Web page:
The first time I can recall the surname Barney, being part of my family’s line was when I read it in my Grandmother’s obituary in 1975. Barney was the maiden name of my grandmother’s mother. One reason was between the deaths of husbands and divorces my great and two times great-grandmothers went through five surnames. They were LeClair, Guyette, Barney, Douglas, and Bonnett. Of course in 1975 I knew little or none of this. Of these surnames, I have a direct lineage from the Guyette, Barney, and Bonnett line. Over the years, I have researched these lines and have added greatly to my family tree.
This week I was able to gather much new (to me) information on the Barney line. Thomas Barney, my fourth great grandfather, was a Captain in the Revolutionary War commanding 200 men from Vermont. In fact, his war records show that he was with the Green Mountain Boys when they took over Fort Ticonderoga from the British without firing a shot. Fort Ticonderoga overlooks Lake Champlain just before it empties into Lake George in New York State. Capturing Fort Ticonderoga is considered our first offensive action in the Revolutionary War. This deprived the British of the command of the waterways that could be used to send armies and supplies down from Canada. Also, all the cannons in the fort about 100 of them would be sent to General George Washington just outside of Boston. Thomas Barney was also to take part in the capture of Crown Point, the battle of Bennington and was present at the surrender of General Burgoyne at Saratoga, New York.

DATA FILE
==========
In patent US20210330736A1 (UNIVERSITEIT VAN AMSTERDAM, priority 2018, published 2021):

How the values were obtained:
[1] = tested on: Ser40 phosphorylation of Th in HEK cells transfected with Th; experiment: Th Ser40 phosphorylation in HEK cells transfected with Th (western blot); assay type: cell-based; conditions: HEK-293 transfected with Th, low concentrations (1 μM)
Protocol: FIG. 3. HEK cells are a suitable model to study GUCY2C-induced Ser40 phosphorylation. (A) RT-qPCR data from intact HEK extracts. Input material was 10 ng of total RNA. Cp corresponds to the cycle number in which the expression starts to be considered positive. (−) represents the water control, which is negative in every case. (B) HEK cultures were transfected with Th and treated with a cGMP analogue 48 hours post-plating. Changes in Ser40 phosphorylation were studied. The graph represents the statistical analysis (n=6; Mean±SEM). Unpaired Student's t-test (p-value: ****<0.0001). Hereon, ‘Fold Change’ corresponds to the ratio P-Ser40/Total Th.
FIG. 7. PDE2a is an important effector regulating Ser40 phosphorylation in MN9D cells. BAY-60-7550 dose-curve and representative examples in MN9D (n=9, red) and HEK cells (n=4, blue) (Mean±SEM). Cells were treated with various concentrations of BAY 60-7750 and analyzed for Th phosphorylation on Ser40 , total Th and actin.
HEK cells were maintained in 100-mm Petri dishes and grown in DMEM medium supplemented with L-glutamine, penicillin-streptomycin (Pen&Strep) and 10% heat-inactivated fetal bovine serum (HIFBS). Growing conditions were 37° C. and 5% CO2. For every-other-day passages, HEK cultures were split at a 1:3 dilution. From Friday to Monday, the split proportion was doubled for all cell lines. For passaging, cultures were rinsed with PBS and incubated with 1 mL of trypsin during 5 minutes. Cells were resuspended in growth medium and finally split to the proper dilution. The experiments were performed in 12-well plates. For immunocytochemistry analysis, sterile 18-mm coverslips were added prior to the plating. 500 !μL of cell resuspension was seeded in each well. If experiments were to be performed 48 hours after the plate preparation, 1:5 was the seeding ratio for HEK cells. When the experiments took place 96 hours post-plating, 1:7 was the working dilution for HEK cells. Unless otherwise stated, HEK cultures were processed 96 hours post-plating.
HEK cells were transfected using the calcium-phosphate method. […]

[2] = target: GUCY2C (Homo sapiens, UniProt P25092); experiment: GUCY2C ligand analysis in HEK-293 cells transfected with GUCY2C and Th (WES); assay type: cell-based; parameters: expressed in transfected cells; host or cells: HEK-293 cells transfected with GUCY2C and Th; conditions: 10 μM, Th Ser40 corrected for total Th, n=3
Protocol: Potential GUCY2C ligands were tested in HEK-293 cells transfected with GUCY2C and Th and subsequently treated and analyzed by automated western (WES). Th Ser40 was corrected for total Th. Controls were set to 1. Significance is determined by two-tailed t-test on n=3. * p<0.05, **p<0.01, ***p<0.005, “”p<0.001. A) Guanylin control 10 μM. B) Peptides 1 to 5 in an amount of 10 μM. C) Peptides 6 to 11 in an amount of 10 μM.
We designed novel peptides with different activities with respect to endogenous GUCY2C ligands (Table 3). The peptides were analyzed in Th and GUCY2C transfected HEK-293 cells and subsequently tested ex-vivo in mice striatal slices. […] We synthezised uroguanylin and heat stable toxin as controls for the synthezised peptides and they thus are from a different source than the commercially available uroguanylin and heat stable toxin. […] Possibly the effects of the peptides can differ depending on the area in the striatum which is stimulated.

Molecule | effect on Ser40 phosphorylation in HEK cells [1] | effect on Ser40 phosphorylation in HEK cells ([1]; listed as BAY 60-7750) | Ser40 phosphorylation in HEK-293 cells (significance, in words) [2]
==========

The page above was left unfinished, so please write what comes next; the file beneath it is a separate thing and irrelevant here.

All this information and much more was not known to me in 1962 when my parents took me and my sister to see the fort. I was eleven at the time and even then loved to read about history. The pictures in this blog were taken on that trip. As I walked the fort, I had no idea what an important role my family had played here. Near the fort, I spotted this historic marker and felt compelled to take a picture of it. I was to learn later that I had ancestors who took part in this battle also. They included a first cousin a Captain Samuel Dakin, who was killed in this battle. He was part of a contingent of troops from Massachusetts who joined Major General James Abercrombie 15,000 man army. Unfortunately, Abercrombie’s leadership was not competent and, as a result, the English suffered a terrible defeat.
Thomas Barney was from my mother’s side of the family. Samuel Dakin from my father’s side. I have thought about that fact a few times. Here we were two hundred years later visiting the place that they fought and bled, completely unaware of this fact. All this family history lost in the preceding generations. When people ask why are you so interested in genealogy I can tell them about Fort Ticonderoga and its’ place in American history and its’ place in my family’s history. In so many ways so many times both are the same.